Wednesday, April 22, 2020

Sing The Songs of Drummers and Others

Coming to jazz through John Coltrane, Miles Davis, and Dave Brubeck, I did not realize the import of organ trios until doing a deep dive into Jimmy Smith, Jimmy McGriff, Richard "Groove" Holmes, and others in the mid-1970s.  One can understand the influence of gospel music on jazz when he hears a Hammond B-3 organ swelling its way through changes.

Drummer, composer, and devilish wit Jochen Rueckert has assembled a small group for his latest album "Stars and Garters" (self-released).  The basic band is drums, tenor saxophone (Chris Cheek), and organ (Brian Charette) with guest guitarists Jeff Miles (on three tracks) and Yotam Silberstein (on two tracks)

The 11-song program has its share of swingers, rockers, and ballads. Opening with the easy-grooving "Corey and Trevor" and then moving right into "Finger Finger", one might expect the album to be a late-night set at a downtown bar. Cheek plays with controlled abandon in the style of Hank Mobley, especially on the latter track. Silberstein joins the trio and bounces along atop the dancing drums.  Next the band (with Miles on guitar) rips into "Mind Parasite", a tune by Ryan Power –– it's a rip-roaring rocker that, at high volume, shakes the speakers to their core.  Of course, the next track, "Radioland", is a quiet, Latin-esque, medium-tempo treat with soft burbling organ, delight drumming on the toms, and a pleasing tenor solo.

The title track brings one right back to the 1950s and 60s organ trio. Charette keeps a steady bass line –– when he solos, he and Rueckert have a swinging interaction. They don't rush, don't settle for cliches, they just play.  In another unexpected move, the trio (plus Miles) interprets The Deftones' 1997 tune "My Own Summer", keeping the melody and chord structure but toning does the punk-rock mayhem save for the hard-edged guitar sounds.

"Stars and Garters" closes with one more cover.  "Cannonball" was a hit in the mid-1990s for The Breeders; The trio (plus Silberstein) capture the nervous quality of the original yet also make the piece swing like mad. Even if you don't know the original, this version is a lot of f-u-n!  And we all need a big dose of that these days...actually, just about any time.  Hats to Jochen Rueckert and his gang who knocked the album out in a couple of hours just this past March 5, before the world went into lockdown.

To find out more and to purchase, go to

Here's a swinger!:

Drummer Phil Haynes (pictured left) can be heard in a number of different groups, several of which he leads.  His saxophone trio with Dave Liebman as well as a duo with the NEA Jazz Master, Free Country (his radical and fascinating interpretations of Country songs), organ trios, and more plus solo drum programs, all point to a person for whom borders are meant to be crossed if not ignored all together.  Haynes also performs in a piano trio with bassist Drew Gress and pianist Steve Rudolph, an ensemble for whom melody and improvisation, swing and flow, are of the utmost important.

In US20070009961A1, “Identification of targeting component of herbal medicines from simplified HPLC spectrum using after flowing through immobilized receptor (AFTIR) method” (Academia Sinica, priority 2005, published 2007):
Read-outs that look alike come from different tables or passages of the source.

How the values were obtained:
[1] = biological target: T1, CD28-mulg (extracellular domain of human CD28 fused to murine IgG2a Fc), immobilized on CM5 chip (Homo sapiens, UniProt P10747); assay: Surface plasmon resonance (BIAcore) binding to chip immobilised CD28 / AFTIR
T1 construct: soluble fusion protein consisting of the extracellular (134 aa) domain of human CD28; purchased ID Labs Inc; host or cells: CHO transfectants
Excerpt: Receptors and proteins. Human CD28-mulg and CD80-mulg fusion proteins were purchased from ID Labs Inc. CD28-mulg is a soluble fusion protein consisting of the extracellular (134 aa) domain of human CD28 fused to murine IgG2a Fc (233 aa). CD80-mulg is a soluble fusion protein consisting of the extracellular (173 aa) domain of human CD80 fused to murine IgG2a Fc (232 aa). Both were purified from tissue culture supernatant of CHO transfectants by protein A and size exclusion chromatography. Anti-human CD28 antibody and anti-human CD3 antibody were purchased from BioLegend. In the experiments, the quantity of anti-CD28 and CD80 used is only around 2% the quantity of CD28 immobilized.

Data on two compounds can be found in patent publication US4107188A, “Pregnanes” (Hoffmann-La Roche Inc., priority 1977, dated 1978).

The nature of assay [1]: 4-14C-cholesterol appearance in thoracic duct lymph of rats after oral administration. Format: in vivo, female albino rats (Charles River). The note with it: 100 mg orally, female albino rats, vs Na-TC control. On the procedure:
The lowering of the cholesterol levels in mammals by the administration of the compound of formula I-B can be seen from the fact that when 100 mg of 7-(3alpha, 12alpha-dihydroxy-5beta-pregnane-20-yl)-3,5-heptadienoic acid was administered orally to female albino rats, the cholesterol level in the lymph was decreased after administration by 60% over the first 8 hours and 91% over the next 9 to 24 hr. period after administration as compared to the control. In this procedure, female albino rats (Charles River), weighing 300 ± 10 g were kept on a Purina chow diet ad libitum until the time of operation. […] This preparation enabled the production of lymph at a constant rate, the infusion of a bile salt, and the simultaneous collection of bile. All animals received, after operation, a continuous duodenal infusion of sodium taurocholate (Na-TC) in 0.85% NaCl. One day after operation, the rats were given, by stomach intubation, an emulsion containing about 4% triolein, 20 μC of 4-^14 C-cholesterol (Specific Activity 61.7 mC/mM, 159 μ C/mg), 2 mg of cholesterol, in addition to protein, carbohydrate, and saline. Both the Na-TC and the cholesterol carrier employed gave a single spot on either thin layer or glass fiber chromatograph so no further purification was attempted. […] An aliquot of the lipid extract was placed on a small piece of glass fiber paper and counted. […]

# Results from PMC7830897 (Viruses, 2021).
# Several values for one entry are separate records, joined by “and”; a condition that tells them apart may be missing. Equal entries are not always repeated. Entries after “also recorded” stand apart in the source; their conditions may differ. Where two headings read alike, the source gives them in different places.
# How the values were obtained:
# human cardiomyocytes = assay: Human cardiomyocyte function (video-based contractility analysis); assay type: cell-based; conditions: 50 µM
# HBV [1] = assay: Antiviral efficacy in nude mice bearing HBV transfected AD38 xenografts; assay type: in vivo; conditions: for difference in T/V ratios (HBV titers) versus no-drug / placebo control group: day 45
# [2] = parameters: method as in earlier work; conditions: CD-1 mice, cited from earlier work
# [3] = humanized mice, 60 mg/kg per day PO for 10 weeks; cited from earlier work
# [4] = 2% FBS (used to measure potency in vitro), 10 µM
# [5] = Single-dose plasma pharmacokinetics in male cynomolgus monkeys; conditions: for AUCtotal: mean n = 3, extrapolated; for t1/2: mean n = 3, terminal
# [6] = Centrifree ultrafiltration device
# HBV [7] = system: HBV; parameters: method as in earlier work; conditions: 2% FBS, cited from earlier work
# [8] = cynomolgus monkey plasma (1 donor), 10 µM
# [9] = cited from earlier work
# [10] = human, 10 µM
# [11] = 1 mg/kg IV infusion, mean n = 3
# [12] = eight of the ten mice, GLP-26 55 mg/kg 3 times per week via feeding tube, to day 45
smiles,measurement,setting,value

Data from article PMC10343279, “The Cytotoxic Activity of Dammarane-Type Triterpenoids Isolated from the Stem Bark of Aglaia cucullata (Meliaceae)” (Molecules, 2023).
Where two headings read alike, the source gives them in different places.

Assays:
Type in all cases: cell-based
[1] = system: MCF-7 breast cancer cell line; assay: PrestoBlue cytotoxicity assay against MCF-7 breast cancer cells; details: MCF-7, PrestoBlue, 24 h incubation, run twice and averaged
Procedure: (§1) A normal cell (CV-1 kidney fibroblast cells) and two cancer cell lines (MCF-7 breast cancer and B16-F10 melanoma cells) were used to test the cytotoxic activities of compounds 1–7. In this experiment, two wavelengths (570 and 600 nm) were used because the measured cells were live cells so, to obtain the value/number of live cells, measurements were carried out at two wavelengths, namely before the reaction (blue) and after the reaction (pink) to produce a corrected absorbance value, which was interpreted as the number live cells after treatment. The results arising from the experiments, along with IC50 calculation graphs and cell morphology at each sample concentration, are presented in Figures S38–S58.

In 2009, the trio recorded its debut album under the three musicians names with the title "Day Dream".  That's now their collective name and their second album, "Originals" (CornerStore Jazz), is just that; 10 new compositions, four by Rudolph and three each by Gress and Haynes. The music and performances are reminiscent of the work of Bill Evans, Fred Hersch, and Frank Kimbrough.  What stands out is both the musicianship and the lyricism –– you can hum these melodies but the joy of the music is hearing how the trio interacts.  Solos grow intelligently out of the melody, easily flowing from composition to improvisation and back.  If you take your time to listen deeply, each song stands out.

There's the Evans-esque beauty of Rudolph's "Wedding Waltz" (listen to how Gress underlines the melody and Haynes color with his cymbals) as well as Gress's mysterious, hypnotic, "Afterwards" with its ascending then descending bass line over a steady 4/4 beat. One of Haynes's three contributions, "Spell", opens with a swinging brushes solo, dramatic piano chords as well as a bluesy bass line. Gress goes right through the melody into his solo and an impressive one it is.  He dances atop the funky rhythm turning the spotlight over to Rudolph who gets in the groove and does not let it go! The drummer also composed "Beloved Refracted" (listen below), a melody built on a two-handed piano theme and powerful interaction between Rudolph and Gress.

"Originals" closes with the bassist's "Let Fly", a bopping tune with both a bluesy feel and a delightful swing.  Day Dream will not put you to sleep –– instead, it's an album that you can listen to in one sitting and then listen again.  Steve Rudolph, Drew Gress, and Phil Haynes are a trio of equals and the music they create together is powerful, music with a heart!